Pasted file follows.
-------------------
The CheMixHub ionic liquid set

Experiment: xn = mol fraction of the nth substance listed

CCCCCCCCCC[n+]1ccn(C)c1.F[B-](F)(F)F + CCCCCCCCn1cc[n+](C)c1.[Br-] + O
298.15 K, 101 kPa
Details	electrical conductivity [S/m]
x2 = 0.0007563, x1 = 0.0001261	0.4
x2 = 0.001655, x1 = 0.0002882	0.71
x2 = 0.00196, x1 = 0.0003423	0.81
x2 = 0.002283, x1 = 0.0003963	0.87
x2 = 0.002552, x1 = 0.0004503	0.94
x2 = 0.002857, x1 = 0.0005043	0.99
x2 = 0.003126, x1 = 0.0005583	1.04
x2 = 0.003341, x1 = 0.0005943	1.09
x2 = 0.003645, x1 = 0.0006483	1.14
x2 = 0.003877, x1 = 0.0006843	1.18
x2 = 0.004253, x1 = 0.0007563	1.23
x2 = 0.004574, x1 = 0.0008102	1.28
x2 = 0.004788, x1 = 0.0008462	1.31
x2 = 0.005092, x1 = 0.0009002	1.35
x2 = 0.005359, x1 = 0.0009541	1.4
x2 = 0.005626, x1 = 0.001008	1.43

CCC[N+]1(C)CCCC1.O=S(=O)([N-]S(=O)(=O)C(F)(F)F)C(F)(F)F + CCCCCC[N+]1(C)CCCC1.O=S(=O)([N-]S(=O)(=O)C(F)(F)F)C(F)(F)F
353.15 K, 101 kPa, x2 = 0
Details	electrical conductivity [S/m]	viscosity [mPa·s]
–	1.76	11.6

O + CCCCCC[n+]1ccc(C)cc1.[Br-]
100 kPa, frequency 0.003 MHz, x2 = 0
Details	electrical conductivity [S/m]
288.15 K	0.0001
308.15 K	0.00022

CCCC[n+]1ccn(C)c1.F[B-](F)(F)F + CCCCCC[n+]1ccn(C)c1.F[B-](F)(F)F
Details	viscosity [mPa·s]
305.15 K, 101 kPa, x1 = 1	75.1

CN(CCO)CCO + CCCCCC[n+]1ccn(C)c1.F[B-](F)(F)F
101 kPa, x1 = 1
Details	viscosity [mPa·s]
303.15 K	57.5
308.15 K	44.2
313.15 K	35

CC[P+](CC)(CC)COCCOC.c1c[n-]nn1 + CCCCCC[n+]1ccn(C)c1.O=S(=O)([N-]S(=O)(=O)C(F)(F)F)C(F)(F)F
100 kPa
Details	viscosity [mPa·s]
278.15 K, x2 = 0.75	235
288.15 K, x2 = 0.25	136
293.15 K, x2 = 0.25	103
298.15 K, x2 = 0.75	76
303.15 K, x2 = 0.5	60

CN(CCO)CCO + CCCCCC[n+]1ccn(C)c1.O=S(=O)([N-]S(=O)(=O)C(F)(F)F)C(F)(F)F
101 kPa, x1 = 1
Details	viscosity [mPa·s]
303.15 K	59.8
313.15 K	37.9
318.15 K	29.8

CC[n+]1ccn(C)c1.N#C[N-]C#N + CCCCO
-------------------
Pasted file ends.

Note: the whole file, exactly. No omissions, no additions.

The CheMixHub ionic liquid set

Experiment: xn = mol fraction of the nth substance listed

CCCCCCCCCC[n+]1ccn(C)c1.F[B-](F)(F)F + CCCCCCCCn1cc[n+](C)c1.[Br-] + O
298.15 K, 101 kPa
Details	electrical conductivity [S/m]
x2 = 0.0007563, x1 = 0.0001261	0.4
x2 = 0.001655, x1 = 0.0002882	0.71
x2 = 0.00196, x1 = 0.0003423	0.81
x2 = 0.002283, x1 = 0.0003963	0.87
x2 = 0.002552, x1 = 0.0004503	0.94
x2 = 0.002857, x1 = 0.0005043	0.99
x2 = 0.003126, x1 = 0.0005583	1.04
x2 = 0.003341, x1 = 0.0005943	1.09
x2 = 0.003645, x1 = 0.0006483	1.14
x2 = 0.003877, x1 = 0.0006843	1.18
x2 = 0.004253, x1 = 0.0007563	1.23
x2 = 0.004574, x1 = 0.0008102	1.28
x2 = 0.004788, x1 = 0.0008462	1.31
x2 = 0.005092, x1 = 0.0009002	1.35
x2 = 0.005359, x1 = 0.0009541	1.4
x2 = 0.005626, x1 = 0.001008	1.43

CCC[N+]1(C)CCCC1.O=S(=O)([N-]S(=O)(=O)C(F)(F)F)C(F)(F)F + CCCCCC[N+]1(C)CCCC1.O=S(=O)([N-]S(=O)(=O)C(F)(F)F)C(F)(F)F
353.15 K, 101 kPa, x2 = 0
Details	electrical conductivity [S/m]	viscosity [mPa·s]
–	1.76	11.6

O + CCCCCC[n+]1ccc(C)cc1.[Br-]
100 kPa, frequency 0.003 MHz, x2 = 0
Details	electrical conductivity [S/m]
288.15 K	0.0001
308.15 K	0.00022

CCCC[n+]1ccn(C)c1.F[B-](F)(F)F + CCCCCC[n+]1ccn(C)c1.F[B-](F)(F)F
Details	viscosity [mPa·s]
305.15 K, 101 kPa, x1 = 1	75.1

CN(CCO)CCO + CCCCCC[n+]1ccn(C)c1.F[B-](F)(F)F
101 kPa, x1 = 1
Details	viscosity [mPa·s]
303.15 K	57.5
308.15 K	44.2
313.15 K	35

CC[P+](CC)(CC)COCCOC.c1c[n-]nn1 + CCCCCC[n+]1ccn(C)c1.O=S(=O)([N-]S(=O)(=O)C(F)(F)F)C(F)(F)F
100 kPa
Details	viscosity [mPa·s]
278.15 K, x2 = 0.75	235
288.15 K, x2 = 0.25	136
293.15 K, x2 = 0.25	103
298.15 K, x2 = 0.75	76
303.15 K, x2 = 0.5	60

CN(CCO)CCO + CCCCCC[n+]1ccn(C)c1.O=S(=O)([N-]S(=O)(=O)C(F)(F)F)C(F)(F)F
101 kPa, x1 = 1
Details	viscosity [mPa·s]
303.15 K	59.8
313.15 K	37.9
318.15 K	29.8

CC[n+]1ccn(C)c1.N#C[N-]C#N + CCCCO